After two weeks of relentless criticism over its XCP copy protection software, Sony BMG Music Entertainment is pulling CDs that contain the software from store shelves. The company is also planning to offer customers a way to exchange CDs that contain the flawed copy-protection software.
“We share the concerns of consumers regarding discs with the XCP software, and we are instituting a program that will allow customers to exchange any CD with XCP software for the same CD without copy protection,” Sony said in a statement posted to the company’s Web site on Tuesday.
XCP, which stands for Extended Copy Protection, is Windows software designed to limit the number of copies a PC user can make of a CD, but it uses controversial cloaking techniques to hide itself on the computer. Critics had warned that these techniques could gum up a computer’s performance or possibly even be used by attackers to attack the machine.
Late last week, the first examples of malicious software that exploited the XCP cloaking mechanism began surfacing, prompting Sony to temporarily cease production of XCP-enabled CDs.
Sony had originally defended its use of XCP, and had downplayed the security and privacy risks associated with the software. With Tuesday’s recall, however, the company finally appeared to acknowledge the seriousness of the matter. “We deeply regret any inconvenience this may cause our customers,” Sony’s statement said.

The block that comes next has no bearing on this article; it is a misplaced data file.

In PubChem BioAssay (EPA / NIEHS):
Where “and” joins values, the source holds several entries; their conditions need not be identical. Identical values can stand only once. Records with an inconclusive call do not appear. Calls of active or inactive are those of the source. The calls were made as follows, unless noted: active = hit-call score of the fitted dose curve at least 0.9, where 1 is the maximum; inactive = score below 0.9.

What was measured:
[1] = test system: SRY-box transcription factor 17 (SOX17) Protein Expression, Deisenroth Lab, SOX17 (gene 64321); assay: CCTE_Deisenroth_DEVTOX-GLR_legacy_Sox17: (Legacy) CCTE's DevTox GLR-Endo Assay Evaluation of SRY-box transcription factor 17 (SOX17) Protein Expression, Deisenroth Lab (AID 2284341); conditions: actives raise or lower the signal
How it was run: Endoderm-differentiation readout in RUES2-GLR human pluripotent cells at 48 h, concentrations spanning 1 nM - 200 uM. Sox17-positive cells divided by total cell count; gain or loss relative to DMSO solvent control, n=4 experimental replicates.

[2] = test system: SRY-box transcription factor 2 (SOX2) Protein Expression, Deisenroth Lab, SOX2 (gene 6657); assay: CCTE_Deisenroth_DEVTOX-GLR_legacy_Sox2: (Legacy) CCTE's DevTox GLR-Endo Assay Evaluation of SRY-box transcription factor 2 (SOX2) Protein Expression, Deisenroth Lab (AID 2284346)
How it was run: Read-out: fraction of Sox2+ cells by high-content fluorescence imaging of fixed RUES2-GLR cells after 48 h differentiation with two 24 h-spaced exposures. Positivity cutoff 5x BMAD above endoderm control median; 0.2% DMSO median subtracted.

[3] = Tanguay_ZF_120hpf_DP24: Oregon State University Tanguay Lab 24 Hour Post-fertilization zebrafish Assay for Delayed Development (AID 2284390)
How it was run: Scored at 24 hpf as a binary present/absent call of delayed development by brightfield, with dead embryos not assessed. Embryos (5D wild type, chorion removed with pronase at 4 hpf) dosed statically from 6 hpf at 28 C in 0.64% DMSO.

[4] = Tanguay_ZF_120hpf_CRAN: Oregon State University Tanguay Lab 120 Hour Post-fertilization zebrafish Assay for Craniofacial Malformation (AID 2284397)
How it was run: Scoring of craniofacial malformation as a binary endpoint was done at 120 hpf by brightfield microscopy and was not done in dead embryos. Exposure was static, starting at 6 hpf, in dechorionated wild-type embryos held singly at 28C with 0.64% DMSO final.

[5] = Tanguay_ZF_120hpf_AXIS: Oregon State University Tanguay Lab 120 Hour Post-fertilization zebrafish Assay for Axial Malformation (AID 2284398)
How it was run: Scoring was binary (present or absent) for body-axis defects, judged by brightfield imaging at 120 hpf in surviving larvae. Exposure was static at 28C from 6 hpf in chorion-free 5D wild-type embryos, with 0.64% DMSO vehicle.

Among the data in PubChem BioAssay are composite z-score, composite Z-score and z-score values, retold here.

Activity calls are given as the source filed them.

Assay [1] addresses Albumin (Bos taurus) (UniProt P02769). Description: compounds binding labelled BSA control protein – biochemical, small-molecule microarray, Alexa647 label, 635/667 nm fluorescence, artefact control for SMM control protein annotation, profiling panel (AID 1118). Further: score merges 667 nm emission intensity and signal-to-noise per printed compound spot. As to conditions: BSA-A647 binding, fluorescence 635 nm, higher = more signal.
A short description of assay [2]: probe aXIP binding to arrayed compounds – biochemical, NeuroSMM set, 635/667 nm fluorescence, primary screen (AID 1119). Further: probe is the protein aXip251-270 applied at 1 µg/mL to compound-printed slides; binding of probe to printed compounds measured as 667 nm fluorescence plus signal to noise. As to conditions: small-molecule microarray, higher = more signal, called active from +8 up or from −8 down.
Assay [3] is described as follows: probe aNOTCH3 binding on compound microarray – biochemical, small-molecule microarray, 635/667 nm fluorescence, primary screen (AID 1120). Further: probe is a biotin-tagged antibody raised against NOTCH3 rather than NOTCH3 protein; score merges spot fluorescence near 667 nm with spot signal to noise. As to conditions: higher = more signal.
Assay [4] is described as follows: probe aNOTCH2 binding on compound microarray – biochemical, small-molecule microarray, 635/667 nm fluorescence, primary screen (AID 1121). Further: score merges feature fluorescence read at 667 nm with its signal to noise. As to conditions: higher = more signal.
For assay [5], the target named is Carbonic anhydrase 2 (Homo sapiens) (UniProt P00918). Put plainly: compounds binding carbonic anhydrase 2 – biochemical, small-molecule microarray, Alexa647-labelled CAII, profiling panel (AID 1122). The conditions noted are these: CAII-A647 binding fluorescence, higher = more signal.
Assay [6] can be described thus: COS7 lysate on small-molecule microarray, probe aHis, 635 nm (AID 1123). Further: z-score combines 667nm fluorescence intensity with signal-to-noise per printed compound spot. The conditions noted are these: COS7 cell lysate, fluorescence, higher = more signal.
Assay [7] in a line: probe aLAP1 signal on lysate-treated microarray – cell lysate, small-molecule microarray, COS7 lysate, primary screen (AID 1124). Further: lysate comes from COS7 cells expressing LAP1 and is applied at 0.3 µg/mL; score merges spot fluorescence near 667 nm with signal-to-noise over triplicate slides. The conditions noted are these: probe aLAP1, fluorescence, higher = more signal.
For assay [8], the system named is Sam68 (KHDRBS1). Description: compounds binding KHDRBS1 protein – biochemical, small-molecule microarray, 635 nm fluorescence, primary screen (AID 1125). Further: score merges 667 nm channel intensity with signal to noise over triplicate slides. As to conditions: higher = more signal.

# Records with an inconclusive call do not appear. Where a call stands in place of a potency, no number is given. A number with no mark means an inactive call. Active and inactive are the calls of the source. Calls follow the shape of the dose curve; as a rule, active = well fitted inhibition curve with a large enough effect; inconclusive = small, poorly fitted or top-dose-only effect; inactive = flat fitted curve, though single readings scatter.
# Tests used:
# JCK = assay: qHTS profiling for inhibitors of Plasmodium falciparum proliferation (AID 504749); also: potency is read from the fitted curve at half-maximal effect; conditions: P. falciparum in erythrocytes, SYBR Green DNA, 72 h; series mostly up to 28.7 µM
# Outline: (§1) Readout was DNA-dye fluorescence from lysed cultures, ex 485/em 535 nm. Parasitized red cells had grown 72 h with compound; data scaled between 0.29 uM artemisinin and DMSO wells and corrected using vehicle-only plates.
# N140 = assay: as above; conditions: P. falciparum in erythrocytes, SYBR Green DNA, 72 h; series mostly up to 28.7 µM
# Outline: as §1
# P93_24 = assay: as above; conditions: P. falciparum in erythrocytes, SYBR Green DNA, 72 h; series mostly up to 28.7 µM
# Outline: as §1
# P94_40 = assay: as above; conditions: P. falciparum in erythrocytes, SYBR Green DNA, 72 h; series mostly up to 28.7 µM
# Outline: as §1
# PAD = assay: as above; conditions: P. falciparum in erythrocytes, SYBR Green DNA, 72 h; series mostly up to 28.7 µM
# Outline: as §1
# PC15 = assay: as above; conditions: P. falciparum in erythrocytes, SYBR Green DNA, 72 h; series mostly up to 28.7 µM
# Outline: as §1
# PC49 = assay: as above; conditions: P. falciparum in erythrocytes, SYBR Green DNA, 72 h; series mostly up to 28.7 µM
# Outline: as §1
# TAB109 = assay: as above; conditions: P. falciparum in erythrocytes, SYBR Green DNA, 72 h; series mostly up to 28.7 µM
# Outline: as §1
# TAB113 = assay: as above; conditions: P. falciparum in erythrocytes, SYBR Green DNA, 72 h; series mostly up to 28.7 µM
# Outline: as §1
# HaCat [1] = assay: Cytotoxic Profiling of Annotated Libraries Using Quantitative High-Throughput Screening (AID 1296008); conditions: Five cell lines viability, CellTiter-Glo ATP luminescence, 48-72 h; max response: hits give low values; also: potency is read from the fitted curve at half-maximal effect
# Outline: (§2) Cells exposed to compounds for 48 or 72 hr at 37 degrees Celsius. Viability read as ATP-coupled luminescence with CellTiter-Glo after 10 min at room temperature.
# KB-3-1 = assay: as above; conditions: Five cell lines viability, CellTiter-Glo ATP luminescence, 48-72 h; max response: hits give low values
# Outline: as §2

Still, Sony has some important questions to answer, according to the computer expert who first discovered the problems with XCP.
The biggest problem Sony now faces is helping customers who have installed the nearly undetectable software to remove it from their machines, said Mark Russinovich, chief software architect with Winternals Software LP. Users who want to take XCP off their computers had been forced to send an e-mail to Sony and then download an ActiveX control that exposes them to further security risks, he said.
Sony on Tuesday suspended use of this uninstall process and promised to provide a “simplified and secure procedure” for uninstalling XCP. But the company provided no details on what this new procedure might be, or on how customers might exchange their XCP CDs. It also failed to address concerns about a second type of copy-protection software, called MediaMax, that ships with Sony CDs. Computer experts have said that this software suffers from many of the same problems as XCP.
Russinovich had some advice for Sony on how to simplify things. First off, the company should drop the dangerous ActiveX software, he said. Secondly, they should release a secure uninstaller that is easier to obtain. “They should just say, ‘If you want the uninstaller, here it is: Click this link to execute it,’” he said. “I’ve seen no valid reason to have the uninstall process be what it is.”
XCP is included in about 20 Sony titles including CDs by Van Zant, Sony has said. Security researcher Dan Kaminsky has estimated that at least 500,000 computers have installed the software.